Exploring California Biodiversity

inspires urban children to appreciate the rich diversity of life

Exploring California Biodiversity inspires urban children to appreciate the rich diversity of life. Sponsored by the National Science Foundation and UC Berkeley, the program helps students recognize that biodiversity is not confined to rainforests in exotic places, but extends to their own backyards. The program brings students into wild landscapes, acquaints them with field researchers, and brings them to UC Berkeley’s Natural History Museums to see scientists at work.

Four graduate student teaching fellows associated with the UC Berkeley Natural History Museums spend a year working with students to teach them about biodiversity and the process of science. Two fellows work with Truckee-area elementary schools, and two with an urban, minority-dominated East Bay school. Truckee classes visit Sagehen Creek Field Station to learn about the diversity of organisms that live in California and techniques for discovering this diversity. Among other activities, the students learn how to capture, identify animals, and release them back into the wild; collect and preserve plants; observe animals in the wild; navigate using a compass and GPS unit, and maintain accurate field notes. Bay Area students take field trips to local areas as well as the Berkeley Natural History Museums. Along the way, they build natural history collections in their schools, study museum specimens, and learn to apply interpretive tools.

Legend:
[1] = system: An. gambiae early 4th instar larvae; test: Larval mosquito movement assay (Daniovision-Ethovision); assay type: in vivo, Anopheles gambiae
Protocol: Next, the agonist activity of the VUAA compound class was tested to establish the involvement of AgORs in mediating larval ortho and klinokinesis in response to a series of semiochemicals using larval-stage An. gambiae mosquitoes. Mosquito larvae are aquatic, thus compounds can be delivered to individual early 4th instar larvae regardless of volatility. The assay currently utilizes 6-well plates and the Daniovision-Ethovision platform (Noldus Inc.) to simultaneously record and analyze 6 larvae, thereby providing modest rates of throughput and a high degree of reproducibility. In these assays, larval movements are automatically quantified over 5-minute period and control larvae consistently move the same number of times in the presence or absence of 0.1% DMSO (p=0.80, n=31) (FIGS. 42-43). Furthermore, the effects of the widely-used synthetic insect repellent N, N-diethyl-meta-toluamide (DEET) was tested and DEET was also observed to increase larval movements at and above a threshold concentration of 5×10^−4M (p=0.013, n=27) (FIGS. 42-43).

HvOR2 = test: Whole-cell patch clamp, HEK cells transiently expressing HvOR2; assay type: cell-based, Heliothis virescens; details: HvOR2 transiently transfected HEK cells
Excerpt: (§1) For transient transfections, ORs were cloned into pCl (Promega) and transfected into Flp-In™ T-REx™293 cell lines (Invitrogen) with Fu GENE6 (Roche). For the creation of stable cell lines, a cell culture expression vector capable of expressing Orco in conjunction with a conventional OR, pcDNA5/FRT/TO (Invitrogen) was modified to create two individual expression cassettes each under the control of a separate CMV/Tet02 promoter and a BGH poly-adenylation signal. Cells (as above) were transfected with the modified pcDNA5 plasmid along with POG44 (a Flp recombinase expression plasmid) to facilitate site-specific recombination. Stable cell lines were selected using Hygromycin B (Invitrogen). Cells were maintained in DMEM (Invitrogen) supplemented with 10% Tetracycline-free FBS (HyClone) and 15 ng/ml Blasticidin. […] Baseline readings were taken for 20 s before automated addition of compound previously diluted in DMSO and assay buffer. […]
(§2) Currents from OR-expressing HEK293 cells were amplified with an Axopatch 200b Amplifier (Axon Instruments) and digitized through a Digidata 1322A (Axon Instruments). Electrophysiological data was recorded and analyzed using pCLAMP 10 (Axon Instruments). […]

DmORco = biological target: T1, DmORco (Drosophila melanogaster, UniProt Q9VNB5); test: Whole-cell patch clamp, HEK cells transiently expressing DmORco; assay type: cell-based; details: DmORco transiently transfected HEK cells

Key to the program’s success is hiring graduate students who can capture the interest and imagination of young students. The program seeks out students who are advanced in their research, have a strong desire to work with a younger audience, and are creative about how to approach non-university audiences. The selected fellows undergo training and develop the curriculum in July and August before the school year begins; they are evaluated and mentored as the year progresses.

In addition to reaching underserved students, the program provides opportunities for UC Berkeley graduate students to teach and communicate their specialized knowledge to younger students from diverse backgrounds. The program also provides a means through which the University can connect with local public schools, particularly in minority-dominated institutions. Finally, the program highlights some of UC Berkeley’s finest assets, its museums and natural reserves.